The new “work-from-home economy” presents employers with many challenges, not the least of which is realigning insurance programs to cover gaps created by remote workers.
The outbreak of COVID-19 pushed a record high, 51 percent, of American workers to “Always” working remotely in April of 2020 according to an October Gallup poll.
And while since April that percentage has dropped to 31 percent, it’s safe to assume remote work will be a major factor in the American workplace moving forward.
In fact, two-thirds of current remote workers would prefer never to return to the office.
Watch this short video on worker's compensation insurance for remote workers or keep reading…
Workers Comp for Remote Workers
While remote workers do shift insurance exposures from the office to the home, it doesn’t mean they’re less likely to be injured. In fact, there is a case that the opposite is true.
Remote workers by moving away from the office are now operating in an uncontrolled environment. This can create hazards business owners and leadership is unaware of existing.
Additionally, there is more opportunity to work with no commute and the office always being one room away.
It’s not a stretch to see assume psychological-related claims associated with isolation and repetitive activity-related claims due to overwork will be on the rise.
Your worker's compensation insurance policy now needs to be managed in a way that addresses these concerns.
Here are there things to consider:
1) Add Employee Home Address to Policy
If an employee becomes fully remote, it may be necessary to add their home address as a location to your worker's comp policy.
Thus far, this is only necessary if your worker's compensation carrier requires it. However, to avoid issues when there is a claim, it’s a prudent step whether required or not.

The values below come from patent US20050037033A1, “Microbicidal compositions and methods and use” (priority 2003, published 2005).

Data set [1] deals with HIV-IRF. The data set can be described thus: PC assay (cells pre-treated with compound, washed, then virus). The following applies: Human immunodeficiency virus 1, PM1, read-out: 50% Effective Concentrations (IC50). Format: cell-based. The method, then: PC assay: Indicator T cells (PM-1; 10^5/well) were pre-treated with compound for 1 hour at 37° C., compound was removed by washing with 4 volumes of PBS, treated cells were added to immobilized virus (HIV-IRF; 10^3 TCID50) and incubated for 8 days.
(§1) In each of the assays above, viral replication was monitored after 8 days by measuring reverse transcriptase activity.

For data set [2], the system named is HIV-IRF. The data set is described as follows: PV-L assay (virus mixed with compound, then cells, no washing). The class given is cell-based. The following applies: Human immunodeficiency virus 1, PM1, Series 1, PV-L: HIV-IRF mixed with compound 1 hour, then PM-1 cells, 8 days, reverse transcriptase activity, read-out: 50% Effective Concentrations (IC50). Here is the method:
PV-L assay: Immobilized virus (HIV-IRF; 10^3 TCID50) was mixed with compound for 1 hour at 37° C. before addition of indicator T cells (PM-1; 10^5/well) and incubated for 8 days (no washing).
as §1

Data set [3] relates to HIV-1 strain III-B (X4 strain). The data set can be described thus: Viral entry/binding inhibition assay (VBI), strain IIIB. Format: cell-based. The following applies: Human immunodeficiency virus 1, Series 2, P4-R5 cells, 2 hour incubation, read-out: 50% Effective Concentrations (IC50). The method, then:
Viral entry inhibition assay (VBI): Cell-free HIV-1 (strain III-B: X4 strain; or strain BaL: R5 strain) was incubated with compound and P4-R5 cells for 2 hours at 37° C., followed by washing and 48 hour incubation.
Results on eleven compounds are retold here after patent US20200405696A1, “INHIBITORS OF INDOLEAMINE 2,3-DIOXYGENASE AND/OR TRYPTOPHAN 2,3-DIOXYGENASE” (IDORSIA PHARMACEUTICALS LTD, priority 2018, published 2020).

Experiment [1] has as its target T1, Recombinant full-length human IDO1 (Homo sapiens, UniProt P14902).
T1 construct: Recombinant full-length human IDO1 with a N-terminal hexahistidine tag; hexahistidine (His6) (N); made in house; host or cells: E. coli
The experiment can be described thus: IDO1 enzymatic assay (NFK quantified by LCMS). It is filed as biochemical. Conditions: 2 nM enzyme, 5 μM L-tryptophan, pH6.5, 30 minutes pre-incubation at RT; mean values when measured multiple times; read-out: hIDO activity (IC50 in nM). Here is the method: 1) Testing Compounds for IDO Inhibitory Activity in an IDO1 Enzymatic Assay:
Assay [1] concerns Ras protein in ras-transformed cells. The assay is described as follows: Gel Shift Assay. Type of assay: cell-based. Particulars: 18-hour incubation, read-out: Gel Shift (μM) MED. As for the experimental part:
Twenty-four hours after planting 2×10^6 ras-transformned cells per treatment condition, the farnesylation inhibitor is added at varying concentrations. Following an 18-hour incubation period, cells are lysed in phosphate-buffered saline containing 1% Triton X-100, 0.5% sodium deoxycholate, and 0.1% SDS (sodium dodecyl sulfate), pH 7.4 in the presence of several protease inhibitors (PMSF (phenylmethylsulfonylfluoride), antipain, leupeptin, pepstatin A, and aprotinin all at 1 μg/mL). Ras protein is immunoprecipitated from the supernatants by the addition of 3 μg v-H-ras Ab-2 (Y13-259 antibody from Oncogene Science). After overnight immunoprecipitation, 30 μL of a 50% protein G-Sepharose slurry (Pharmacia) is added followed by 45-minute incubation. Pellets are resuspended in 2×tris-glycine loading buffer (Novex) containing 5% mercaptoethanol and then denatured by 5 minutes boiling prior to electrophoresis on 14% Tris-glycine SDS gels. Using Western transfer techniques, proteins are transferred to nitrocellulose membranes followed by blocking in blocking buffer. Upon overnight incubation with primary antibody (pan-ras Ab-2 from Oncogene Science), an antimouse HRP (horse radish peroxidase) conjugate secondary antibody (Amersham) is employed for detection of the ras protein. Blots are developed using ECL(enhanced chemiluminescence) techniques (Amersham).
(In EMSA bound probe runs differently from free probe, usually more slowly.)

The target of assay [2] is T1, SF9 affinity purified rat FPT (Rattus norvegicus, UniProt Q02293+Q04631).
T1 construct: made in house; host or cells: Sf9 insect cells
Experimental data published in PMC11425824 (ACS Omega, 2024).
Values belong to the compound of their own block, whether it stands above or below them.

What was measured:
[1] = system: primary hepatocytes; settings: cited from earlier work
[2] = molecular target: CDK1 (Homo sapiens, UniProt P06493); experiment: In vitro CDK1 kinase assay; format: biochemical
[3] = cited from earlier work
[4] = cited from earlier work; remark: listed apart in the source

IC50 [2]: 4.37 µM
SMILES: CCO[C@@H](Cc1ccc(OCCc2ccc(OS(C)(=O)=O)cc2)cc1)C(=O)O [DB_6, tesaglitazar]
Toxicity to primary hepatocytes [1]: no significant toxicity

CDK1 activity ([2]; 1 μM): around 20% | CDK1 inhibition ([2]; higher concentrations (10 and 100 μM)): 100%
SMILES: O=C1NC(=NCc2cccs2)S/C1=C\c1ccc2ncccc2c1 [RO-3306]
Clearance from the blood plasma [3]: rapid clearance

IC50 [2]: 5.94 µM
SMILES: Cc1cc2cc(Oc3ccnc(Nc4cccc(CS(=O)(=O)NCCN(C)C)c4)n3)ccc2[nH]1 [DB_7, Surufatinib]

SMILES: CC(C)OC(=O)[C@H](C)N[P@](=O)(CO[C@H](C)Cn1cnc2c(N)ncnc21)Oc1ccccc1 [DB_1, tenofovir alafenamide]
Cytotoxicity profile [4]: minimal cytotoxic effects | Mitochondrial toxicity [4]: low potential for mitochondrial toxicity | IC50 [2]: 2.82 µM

2) Add New States to Policy
Remote work culture is allowing employees to move farther away from the office. Here in New York, many technology and professional businesses have remote workers moving permanently to warmer climates such as Floridan and the Carolinas.
In these instances, the new home states for these employees must be added to your worker's comp policy in order for there to be coverage.
This is an easily overlooked detail but it’s incredibly important.
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3) Implement Remote Outreach Programs
Managing a worker's compensation program is as much about risk management it is setting up the policy.
This means management needs to put company-wide programs and procedures in place to make sure their team is healthy and safe even though they’re not in the office.
Isolation and a lack of oversight in daily activity can lead to unforeseen accidents, injuries and illnesses that will need to be picked up by worker’s compensation.
Putting these types of programs in place is something we can help with here at Rogue Risk.
The office is going remote and whether it’s full or part-time, for now, or for forever, employers cannot assume that remote work is safer and let their guard down.
Unfortunately, the impact of remote work has yet to play out in the insurance world.
This is where we come in at Rogue Risk.
We’re worker's compensation specialists and can help you navigate the market and workforce changes to make sure you have the coverage without being overcharged.
You can start with a free Workers Comp Experience Mod Audit, or…
- You can call or text us at 518.960.6600
- Click here to contact us via email.
I look forward to introducing you to a new way of viewing your insurance program.